“Statistically, I’m supposed to be dead,” says Don Haumant, 57, as he sits in his Minneapolis living room, the winter light coming in through half-closed shades.

The one-bedroom apartment is decorated with period furniture – “You might be comfortable on a mission chair,” he offers a guest – and flourishes of 1950s and Hollywood memorabilia. Above the couch is a photograph of MGM’s studio players from Tinseltown’s golden era. Clark Gable anchors the shot.

“There’s not a whole lot that can be done,” said the onetime actor, his speech leisurely but his posture crisp. “That’s why I’ve had to take it upon myself to do the things that are within my power to live a better life. And one of the things I’ve done is find the substances that are the most helpful and least damaging.”

Haumant has liver disease and muscle pain, which he manages by smoking marijuana. He has done it with the knowledge of his doctors, and, while living in California, he did it legally.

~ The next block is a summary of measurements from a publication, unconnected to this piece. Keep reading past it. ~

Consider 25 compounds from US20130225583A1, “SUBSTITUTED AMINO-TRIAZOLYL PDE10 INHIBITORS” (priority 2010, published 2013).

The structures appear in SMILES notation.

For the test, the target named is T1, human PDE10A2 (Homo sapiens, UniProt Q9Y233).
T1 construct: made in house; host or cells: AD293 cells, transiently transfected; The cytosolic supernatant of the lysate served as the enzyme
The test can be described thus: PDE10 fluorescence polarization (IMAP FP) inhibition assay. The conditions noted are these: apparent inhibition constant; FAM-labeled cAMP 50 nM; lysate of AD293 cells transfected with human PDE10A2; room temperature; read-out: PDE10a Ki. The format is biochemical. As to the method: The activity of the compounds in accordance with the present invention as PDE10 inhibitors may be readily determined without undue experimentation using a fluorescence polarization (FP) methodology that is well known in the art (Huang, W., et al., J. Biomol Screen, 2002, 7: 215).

But when he moved to Minnesota in 2002 to be nearer his boyhood home of Frederic, Wis., Haumant became an outlaw.

“It’s much more of a stigma here,” Haumant said. “In the circles that I travel, people are pretty much accepting of it, and public opinion is pretty much in favor of it. But still there are very strong forces here that consider me to be a criminal and an addict.”

Haumant is one of the few advocates for a pair of medical marijuana bills moving through the Minnesota Legislature who will confess to breaking the law. The bills are expected on the floors of the House and Senate within weeks and come as President Barack Obama’s administration has signaled a seismic shift in federal attitudes toward state medical marijuana laws.

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